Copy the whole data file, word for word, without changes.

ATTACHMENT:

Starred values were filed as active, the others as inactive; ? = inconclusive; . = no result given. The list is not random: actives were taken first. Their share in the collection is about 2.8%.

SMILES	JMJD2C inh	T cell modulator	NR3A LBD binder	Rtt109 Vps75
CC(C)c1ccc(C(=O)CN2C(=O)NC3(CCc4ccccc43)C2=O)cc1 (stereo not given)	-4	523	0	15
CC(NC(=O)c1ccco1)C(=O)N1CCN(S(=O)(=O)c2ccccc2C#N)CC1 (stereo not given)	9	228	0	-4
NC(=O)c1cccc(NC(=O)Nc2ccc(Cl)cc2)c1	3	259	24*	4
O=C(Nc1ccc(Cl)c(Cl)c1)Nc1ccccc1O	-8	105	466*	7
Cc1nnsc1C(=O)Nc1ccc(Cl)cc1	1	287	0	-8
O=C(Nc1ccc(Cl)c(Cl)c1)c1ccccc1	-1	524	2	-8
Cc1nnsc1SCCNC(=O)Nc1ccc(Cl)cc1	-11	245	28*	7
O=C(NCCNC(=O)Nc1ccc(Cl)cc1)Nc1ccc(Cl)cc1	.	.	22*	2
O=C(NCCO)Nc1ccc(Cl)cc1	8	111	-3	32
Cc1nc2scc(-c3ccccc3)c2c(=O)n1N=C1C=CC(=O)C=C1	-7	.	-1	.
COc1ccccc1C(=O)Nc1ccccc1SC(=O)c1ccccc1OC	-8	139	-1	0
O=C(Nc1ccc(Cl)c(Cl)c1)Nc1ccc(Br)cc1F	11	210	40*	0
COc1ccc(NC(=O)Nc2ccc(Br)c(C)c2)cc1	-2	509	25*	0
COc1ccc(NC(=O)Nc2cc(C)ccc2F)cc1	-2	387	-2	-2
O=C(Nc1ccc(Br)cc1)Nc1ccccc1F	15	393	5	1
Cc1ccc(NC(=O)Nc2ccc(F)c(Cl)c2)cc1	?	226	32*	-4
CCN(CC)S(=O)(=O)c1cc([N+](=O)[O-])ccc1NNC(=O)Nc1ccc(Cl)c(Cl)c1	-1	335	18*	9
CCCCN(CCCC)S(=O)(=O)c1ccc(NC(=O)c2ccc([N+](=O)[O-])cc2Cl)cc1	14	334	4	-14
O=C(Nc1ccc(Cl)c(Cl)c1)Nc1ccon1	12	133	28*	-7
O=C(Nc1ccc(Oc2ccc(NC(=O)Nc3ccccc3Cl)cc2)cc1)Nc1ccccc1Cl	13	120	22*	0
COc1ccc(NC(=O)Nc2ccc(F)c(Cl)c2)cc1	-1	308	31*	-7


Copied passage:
Starred values were filed as active, the others as inactive; ? = inconclusive; . = no result given. The list is not random: actives were taken first. Their share in the collection is about 2.8%.

SMILES	JMJD2C inh	T cell modulator	NR3A LBD binder	Rtt109 Vps75
CC(C)c1ccc(C(=O)CN2C(=O)NC3(CCc4ccccc43)C2=O)cc1 (stereo not given)	-4	523	0	15
CC(NC(=O)c1ccco1)C(=O)N1CCN(S(=O)(=O)c2ccccc2C#N)CC1 (stereo not given)	9	228	0	-4
NC(=O)c1cccc(NC(=O)Nc2ccc(Cl)cc2)c1	3	259	24*	4
O=C(Nc1ccc(Cl)c(Cl)c1)Nc1ccccc1O	-8	105	466*	7
Cc1nnsc1C(=O)Nc1ccc(Cl)cc1	1	287	0	-8
O=C(Nc1ccc(Cl)c(Cl)c1)c1ccccc1	-1	524	2	-8
Cc1nnsc1SCCNC(=O)Nc1ccc(Cl)cc1	-11	245	28*	7
O=C(NCCNC(=O)Nc1ccc(Cl)cc1)Nc1ccc(Cl)cc1	.	.	22*	2
O=C(NCCO)Nc1ccc(Cl)cc1	8	111	-3	32
Cc1nc2scc(-c3ccccc3)c2c(=O)n1N=C1C=CC(=O)C=C1	-7	.	-1	.
COc1ccccc1C(=O)Nc1ccccc1SC(=O)c1ccccc1OC	-8	139	-1	0
O=C(Nc1ccc(Cl)c(Cl)c1)Nc1ccc(Br)cc1F	11	210	40*	0
COc1ccc(NC(=O)Nc2ccc(Br)c(C)c2)cc1	-2	509	25*	0
COc1ccc(NC(=O)Nc2cc(C)ccc2F)cc1	-2	387	-2	-2
O=C(Nc1ccc(Br)cc1)Nc1ccccc1F	15	393	5	1
Cc1ccc(NC(=O)Nc2ccc(F)c(Cl)c2)cc1	?	226	32*	-4
CCN(CC)S(=O)(=O)c1cc([N+](=O)[O-])ccc1NNC(=O)Nc1ccc(Cl)c(Cl)c1	-1	335	18*	9
CCCCN(CCCC)S(=O)(=O)c1ccc(NC(=O)c2ccc([N+](=O)[O-])cc2Cl)cc1	14	334	4	-14
O=C(Nc1ccc(Cl)c(Cl)c1)Nc1ccon1	12	133	28*	-7
O=C(Nc1ccc(Oc2ccc(NC(=O)Nc3ccccc3Cl)cc2)cc1)Nc1ccccc1Cl	13	120	22*	0
COc1ccc(NC(=O)Nc2ccc(F)c(Cl)c2)cc1	-1	308	31*	-7